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Cassation Court overturns acquittal of man charged in sister’s death

By Rana Husseini - Jul 21,2019 - Last updated at Jul 21,2019

AMMAN — The Cassation Court has overturned a March Criminal Court decision acquitting a 43-year-old man for murdering his married sister for reasons related to "family honour" in October 2017.

The Criminal Court handed the defendant a 20-year prison term after convicting him of manslaughter in the death of his 45-year-old sister on October 22.

The defendant was originally charged with premeditated murder for pushing his sister into a pond and causing her to drown, but the Criminal Court ruled that the defendant did not plot to kill his sister.

The court also decided to acquit the defendant, citing the General Pardon.

However, the Court of Cassation rejected the Criminal Court’s ruling; stating that the incident was premeditated and that the defendant should not benefit from the General Pardon Law.

Court documents said that the victim developed a relationship with a man when she was single. The man tried to marry her but her family refused, and the two engaged in sexual activities for almost four years.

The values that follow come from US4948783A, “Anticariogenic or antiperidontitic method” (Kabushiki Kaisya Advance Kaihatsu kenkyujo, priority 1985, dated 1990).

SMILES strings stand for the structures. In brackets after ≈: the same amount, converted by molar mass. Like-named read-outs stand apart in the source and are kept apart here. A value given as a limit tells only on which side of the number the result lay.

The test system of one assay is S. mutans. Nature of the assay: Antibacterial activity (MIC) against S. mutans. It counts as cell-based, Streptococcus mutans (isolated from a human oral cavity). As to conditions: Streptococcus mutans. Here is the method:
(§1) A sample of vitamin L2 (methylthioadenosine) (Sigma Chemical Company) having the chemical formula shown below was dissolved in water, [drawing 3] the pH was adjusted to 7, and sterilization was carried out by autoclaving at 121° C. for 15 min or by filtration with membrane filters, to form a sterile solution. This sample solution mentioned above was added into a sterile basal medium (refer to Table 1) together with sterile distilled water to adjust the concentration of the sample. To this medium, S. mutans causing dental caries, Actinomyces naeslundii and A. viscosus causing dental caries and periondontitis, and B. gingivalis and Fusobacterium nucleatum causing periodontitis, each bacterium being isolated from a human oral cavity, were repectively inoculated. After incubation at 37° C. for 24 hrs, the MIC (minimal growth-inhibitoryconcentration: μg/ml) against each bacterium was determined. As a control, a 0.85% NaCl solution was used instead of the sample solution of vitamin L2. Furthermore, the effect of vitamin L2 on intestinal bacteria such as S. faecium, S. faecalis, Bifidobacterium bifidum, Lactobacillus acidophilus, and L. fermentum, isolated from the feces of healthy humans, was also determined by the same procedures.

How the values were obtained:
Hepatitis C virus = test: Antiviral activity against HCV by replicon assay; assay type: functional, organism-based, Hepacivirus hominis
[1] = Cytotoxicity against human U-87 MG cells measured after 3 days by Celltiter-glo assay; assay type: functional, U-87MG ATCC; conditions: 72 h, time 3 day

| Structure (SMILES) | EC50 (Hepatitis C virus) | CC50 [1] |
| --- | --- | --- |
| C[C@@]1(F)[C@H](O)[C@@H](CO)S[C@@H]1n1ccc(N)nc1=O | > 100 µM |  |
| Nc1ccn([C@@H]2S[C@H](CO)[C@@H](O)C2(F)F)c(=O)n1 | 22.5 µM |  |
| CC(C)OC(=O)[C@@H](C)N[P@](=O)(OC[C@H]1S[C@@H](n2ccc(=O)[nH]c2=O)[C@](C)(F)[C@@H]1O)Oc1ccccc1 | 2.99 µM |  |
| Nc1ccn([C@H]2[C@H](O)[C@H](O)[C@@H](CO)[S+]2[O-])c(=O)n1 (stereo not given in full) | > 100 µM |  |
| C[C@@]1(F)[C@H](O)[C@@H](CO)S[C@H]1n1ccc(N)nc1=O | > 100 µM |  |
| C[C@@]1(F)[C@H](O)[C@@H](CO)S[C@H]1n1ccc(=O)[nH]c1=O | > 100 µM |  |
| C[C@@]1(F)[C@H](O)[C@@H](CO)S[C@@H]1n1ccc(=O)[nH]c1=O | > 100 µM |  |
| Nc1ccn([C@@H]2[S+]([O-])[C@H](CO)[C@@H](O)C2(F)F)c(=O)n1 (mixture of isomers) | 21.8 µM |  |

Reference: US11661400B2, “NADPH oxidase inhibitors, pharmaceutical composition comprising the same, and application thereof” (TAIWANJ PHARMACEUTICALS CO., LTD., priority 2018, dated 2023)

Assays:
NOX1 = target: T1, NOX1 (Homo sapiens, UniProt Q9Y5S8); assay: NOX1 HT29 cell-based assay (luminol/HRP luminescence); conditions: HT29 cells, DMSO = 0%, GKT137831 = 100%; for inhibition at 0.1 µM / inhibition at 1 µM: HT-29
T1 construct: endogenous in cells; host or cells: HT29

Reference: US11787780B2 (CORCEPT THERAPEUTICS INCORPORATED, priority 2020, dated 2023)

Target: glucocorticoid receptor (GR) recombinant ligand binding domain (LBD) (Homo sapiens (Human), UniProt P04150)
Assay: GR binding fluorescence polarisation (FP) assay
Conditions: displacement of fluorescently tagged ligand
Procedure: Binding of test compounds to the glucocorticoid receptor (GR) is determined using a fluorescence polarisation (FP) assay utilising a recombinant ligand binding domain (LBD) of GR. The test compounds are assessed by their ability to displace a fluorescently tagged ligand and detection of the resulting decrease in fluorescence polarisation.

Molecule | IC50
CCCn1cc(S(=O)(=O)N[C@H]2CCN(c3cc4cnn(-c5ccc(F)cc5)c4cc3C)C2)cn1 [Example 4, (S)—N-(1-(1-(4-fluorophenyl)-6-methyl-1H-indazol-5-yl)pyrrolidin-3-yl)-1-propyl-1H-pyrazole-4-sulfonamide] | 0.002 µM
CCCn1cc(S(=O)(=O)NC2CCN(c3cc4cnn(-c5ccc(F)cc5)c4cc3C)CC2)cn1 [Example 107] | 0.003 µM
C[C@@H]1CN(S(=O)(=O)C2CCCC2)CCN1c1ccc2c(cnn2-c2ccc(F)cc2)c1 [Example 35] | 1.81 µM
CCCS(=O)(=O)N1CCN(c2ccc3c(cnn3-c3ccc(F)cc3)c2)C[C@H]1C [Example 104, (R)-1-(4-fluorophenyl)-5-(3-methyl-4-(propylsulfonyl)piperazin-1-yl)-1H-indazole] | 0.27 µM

A few weeks before her murder, the court maintained, “the victim felt pain in her stomach and thought she was pregnant so she fled from her house”.

“The victim’s family searched for her and the police found her first and eventually she was married to the man with whom she was having an affair with to avoid a scandal,” court papers said.

However, the defendant “insisted on killing his sister to cleanse his family’s honour”, according to court documents.

“The defendant kept monitoring his sister’s movement and when he realised she was alone he dragged her to a pond in a farm he owned and pushed her [in] after telling her that she brought the family disgrace and shame,” court papers said.

The defendant stood next to the pond watching his sister drown and when he was sure she was dead he left, court documents said. 

The Cassation Court tribunal comprised judges Mohammad Ibrahim, Yassin Abdullat, Nayef Samarat, Naji Zu’bi and Hammad Ghzawi. 

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